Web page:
5 February 2005: Sheridan, The Rivals

Matinee. Huntington Theatre Company, Boston University, Directed by Nicholas Martin. Scenery by Alexander Dodge; costumes by Michael Krass.

A splendid, high-spirited, playful production of Sheridan’s effervescent comedy, very well directed and acted, and supported by a brilliant scenic concept. The great neoclassic Crescent of Bath has been re-erected on the Huntington stage. We are privileged to have a full view inside the Crescent, which places us at the hub of this comic universe. To take us indoors into private apartments in the domicile of Mrs. Malaprop and elsewhere, sections of the inside façade of the Crescent separate and are pushed on to center stage, giving us Lydia Languish’s boudoir or Captain Jack Absolute’s bachelor quarters. This device achieves a wonderful fluidity while at the same time keeping us well oriented toward the center of a lively, pleasure-grounded society that was Bath in the late eighteenth century. Add to this that, at the beginning of each act, the curtain rises behind a proscenium-filling scrim through which we see a tableau of a considerable range of characters, servants as well as major characters, suggest­ing the lively, healthy comic community whose well-being is the ultimate concern of the dramatist.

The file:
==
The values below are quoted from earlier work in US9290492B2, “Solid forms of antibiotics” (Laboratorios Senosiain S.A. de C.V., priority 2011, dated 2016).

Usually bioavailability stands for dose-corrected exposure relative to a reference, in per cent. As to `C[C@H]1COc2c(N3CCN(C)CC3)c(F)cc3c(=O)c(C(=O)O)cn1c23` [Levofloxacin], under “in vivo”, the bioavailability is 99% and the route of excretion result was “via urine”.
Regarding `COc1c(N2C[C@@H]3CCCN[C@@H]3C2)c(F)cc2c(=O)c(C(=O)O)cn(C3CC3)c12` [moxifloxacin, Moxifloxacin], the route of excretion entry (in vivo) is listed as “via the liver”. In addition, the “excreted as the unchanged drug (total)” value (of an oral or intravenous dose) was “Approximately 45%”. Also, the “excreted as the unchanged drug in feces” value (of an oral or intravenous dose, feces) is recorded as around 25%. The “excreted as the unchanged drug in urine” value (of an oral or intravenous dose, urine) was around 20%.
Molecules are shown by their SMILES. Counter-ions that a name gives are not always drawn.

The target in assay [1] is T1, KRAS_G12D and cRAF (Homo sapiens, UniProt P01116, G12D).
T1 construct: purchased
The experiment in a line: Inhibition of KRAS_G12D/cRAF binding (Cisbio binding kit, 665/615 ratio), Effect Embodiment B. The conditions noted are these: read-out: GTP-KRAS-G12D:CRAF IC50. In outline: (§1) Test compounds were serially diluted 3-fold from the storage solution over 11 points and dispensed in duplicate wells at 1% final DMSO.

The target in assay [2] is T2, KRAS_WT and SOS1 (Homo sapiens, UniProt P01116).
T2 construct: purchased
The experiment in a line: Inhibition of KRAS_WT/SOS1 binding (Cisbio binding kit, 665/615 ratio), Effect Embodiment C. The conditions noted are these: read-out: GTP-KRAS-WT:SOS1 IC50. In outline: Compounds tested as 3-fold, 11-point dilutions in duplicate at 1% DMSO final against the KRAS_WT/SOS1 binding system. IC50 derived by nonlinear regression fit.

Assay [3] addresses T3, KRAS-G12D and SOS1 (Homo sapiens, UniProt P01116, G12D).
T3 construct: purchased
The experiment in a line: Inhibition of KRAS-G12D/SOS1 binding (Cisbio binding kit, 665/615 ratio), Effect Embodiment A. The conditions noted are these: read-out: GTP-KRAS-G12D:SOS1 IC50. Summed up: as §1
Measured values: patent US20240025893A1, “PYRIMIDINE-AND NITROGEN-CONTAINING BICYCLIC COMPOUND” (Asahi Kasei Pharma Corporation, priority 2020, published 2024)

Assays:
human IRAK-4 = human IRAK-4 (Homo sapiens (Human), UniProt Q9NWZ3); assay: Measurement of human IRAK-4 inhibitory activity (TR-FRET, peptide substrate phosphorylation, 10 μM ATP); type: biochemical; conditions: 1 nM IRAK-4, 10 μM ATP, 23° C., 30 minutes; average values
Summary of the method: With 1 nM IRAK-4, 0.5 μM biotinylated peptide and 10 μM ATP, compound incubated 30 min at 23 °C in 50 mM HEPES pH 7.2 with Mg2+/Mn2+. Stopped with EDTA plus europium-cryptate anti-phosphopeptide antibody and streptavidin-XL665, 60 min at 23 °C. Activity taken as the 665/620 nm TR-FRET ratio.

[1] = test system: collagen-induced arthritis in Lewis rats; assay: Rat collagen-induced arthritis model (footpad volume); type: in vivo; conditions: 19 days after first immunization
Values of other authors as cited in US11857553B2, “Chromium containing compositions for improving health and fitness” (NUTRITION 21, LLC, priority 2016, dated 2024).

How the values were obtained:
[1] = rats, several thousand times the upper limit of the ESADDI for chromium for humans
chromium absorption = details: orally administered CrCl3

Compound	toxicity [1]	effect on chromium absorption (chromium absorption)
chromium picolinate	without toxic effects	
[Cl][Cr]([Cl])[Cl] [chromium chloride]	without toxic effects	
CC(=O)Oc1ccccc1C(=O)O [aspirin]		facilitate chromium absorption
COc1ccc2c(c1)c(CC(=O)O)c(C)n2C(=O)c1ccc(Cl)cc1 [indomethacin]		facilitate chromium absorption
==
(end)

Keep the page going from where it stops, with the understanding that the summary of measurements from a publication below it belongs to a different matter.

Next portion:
The costumes are original and brilliant in a fantastic sort of way, in which gay contrasting mixtures of primary and other bold colors are juxtaposed in happy, fun-provoking conflict. Mrs. Malaprop has a wig twice the height of her face, towering over her head; and Bob Acres’s transformation from country rustic to would-be gentleman on the make is accomplished by a similar tower of reddish hair whose stability is near-miraculous despite its sixteen-inch height.

Will LeBow is a standout as Sir Anthony Absolute, all gruff-and-grum exterior but transparently a soft touch, a character who knows himself much less well than does his canny son Jack Absolute. But there is strength throughout the cast. David, servant to Bob Acres, has an automatic reflex in the form of a triple bow from the waist, rapid and deep, accompanying an earnest, anxious, solicit­ous facial expression that tells us that he believes everyone he meets is of higher estate than he and deserves his wondering homage. Mary Louise Wilson is exactly right as Mrs. Malaprop, capturing in all of its comic monstrosity her character’s pride in a vocabulary gone seriously and hilariously awry, from “a nice derangement of epitaphs” to “an allegory on the bank of the Nile.” It is rumored that Wilson is to play Martha in an upcoming revival of Who’s Afraid of Virginia Woolf.

It is a pleasure, finally to see a play from the standard repertoire so well handled and well understood by everyone from the director on down.


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An American Playgoer at Home by Joseph Donohue is licensed under a Creative Commons Attribution 4.0 International License, except where otherwise noted.

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